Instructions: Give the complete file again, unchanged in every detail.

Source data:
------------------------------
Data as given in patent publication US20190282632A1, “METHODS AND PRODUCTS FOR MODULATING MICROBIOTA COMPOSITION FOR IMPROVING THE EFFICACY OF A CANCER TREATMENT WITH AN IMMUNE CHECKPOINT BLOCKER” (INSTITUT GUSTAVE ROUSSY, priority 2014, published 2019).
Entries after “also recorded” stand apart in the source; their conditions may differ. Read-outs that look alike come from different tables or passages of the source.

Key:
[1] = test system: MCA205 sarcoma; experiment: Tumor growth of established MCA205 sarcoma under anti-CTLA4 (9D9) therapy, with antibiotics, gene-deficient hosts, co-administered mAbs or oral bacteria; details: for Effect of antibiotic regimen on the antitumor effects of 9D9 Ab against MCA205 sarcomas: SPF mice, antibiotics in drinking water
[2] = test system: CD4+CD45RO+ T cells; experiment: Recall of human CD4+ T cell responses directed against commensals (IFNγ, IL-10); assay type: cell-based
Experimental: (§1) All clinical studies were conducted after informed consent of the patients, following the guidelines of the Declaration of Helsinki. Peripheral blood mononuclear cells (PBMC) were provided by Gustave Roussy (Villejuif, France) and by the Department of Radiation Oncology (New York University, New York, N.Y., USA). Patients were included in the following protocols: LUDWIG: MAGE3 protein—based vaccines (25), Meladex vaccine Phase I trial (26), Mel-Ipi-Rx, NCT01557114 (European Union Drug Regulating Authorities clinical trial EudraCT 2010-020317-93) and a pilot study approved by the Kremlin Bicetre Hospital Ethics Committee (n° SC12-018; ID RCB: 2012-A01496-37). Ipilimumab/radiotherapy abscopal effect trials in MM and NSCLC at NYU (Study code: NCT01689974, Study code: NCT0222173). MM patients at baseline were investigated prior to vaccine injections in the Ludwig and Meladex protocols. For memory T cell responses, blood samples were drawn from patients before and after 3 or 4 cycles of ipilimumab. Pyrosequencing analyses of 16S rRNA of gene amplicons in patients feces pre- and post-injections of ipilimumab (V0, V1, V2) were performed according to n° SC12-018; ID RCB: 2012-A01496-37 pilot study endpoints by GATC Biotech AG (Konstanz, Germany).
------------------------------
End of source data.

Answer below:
Data as given in patent publication US20190282632A1, “METHODS AND PRODUCTS FOR MODULATING MICROBIOTA COMPOSITION FOR IMPROVING THE EFFICACY OF A CANCER TREATMENT WITH AN IMMUNE CHECKPOINT BLOCKER” (INSTITUT GUSTAVE ROUSSY, priority 2014, published 2019).
Entries after “also recorded” stand apart in the source; their conditions may differ. Read-outs that look alike come from different tables or passages of the source.

Key:
[1] = test system: MCA205 sarcoma; experiment: Tumor growth of established MCA205 sarcoma under anti-CTLA4 (9D9) therapy, with antibiotics, gene-deficient hosts, co-administered mAbs or oral bacteria; details: for Effect of antibiotic regimen on the antitumor effects of 9D9 Ab against MCA205 sarcomas: SPF mice, antibiotics in drinking water
[2] = test system: CD4+CD45RO+ T cells; experiment: Recall of human CD4+ T cell responses directed against commensals (IFNγ, IL-10); assay type: cell-based
Experimental: (§1) All clinical studies were conducted after informed consent of the patients, following the guidelines of the Declaration of Helsinki. Peripheral blood mononuclear cells (PBMC) were provided by Gustave Roussy (Villejuif, France) and by the Department of Radiation Oncology (New York University, New York, N.Y., USA). Patients were included in the following protocols: LUDWIG: MAGE3 protein—based vaccines (25), Meladex vaccine Phase I trial (26), Mel-Ipi-Rx, NCT01557114 (European Union Drug Regulating Authorities clinical trial EudraCT 2010-020317-93) and a pilot study approved by the Kremlin Bicetre Hospital Ethics Committee (n° SC12-018; ID RCB: 2012-A01496-37). Ipilimumab/radiotherapy abscopal effect trials in MM and NSCLC at NYU (Study code: NCT01689974, Study code: NCT0222173). MM patients at baseline were investigated prior to vaccine injections in the Ludwig and Meladex protocols. For memory T cell responses, blood samples were drawn from patients before and after 3 or 4 cycles of ipilimumab. Pyrosequencing analyses of 16S rRNA of gene amplicons in patients feces pre- and post-injections of ipilimumab (V0, V1, V2) were performed according to n° SC12-018; ID RCB: 2012-A01496-37 pilot study endpoints by GATC Biotech AG (Konstanz, Germany).